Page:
Biotech Entrepreneurs Offer Tips For Winning an SBIR—Including a Top 10 List of Dos and Don’ts

5/21/10Follow @bvbigelow

The latest organization to spring fully formed from the brow of San Diego’s Life Sciences community was not Athena, but the San Diego Entrepreneurs Exchange, which Denise profiled in March when the SDEE was preparing to hold its first meeting.

I’d guess close to 140 people turned out earlier this week for the group’s second meeting, which was organized around a case study presentation and discussion among local biotech entrepreneurs who were successful in winning Small Business Innovation Research (SBIR) grants from the National Institutes of Health. These are small grants. David Larocca, the founder, CEO, and principle scientist of Mandala Biosciences, says a Phase I SBIR “proof of principle” grant is usually limited to $150,000, while a Phase II “commercialization” grant is typically limited to $1.2 million.

But even the smaller figure might be enough to help an early stage biotech survive. Although SDEE’s focus was on SBIRs awarded through the NIH, the Pentagon also awards a big chunk of SBIR grants. (Some local tech entrepreneurs previously talked about their experience here.) SDEE founder and Orphagen CEO Scott Thacher says he founded the SDEE for biotech entrepreneurs like himself who are unlikely to get venture capital funding for their early stage startups. “We try to attract entrepreneurs or people who have lost their jobs or who are trying to get their company to the next level,” Thacher says.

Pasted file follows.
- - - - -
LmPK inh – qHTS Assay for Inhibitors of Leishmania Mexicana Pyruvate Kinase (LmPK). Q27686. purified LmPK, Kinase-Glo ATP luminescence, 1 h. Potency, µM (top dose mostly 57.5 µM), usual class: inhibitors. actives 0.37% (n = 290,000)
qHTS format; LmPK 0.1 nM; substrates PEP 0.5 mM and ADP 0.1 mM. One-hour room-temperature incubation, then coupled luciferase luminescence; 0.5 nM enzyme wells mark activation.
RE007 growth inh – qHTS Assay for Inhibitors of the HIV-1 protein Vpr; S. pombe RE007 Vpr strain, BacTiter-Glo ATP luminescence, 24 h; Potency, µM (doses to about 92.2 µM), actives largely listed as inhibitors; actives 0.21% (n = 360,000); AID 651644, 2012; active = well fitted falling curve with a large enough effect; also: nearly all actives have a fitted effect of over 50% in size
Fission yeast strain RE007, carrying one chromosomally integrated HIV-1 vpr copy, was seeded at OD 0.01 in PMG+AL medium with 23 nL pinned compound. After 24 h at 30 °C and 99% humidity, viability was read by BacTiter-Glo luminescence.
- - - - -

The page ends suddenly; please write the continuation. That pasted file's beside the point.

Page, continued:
John Finn, the chief scientific officer of Trius Therapeutics, says life sciences startups can’t live by SBIRs alone. In his case study presentation about the early years of Trius, Finn says he potentially saved millions of dollars by acquiring … Next Page »

Bruce V. Bigelow is the editor of Xconomy San Diego. You can e-mail him at bbigelow@xconomy.com or call (619) 669-8788 Follow @bvbigelow

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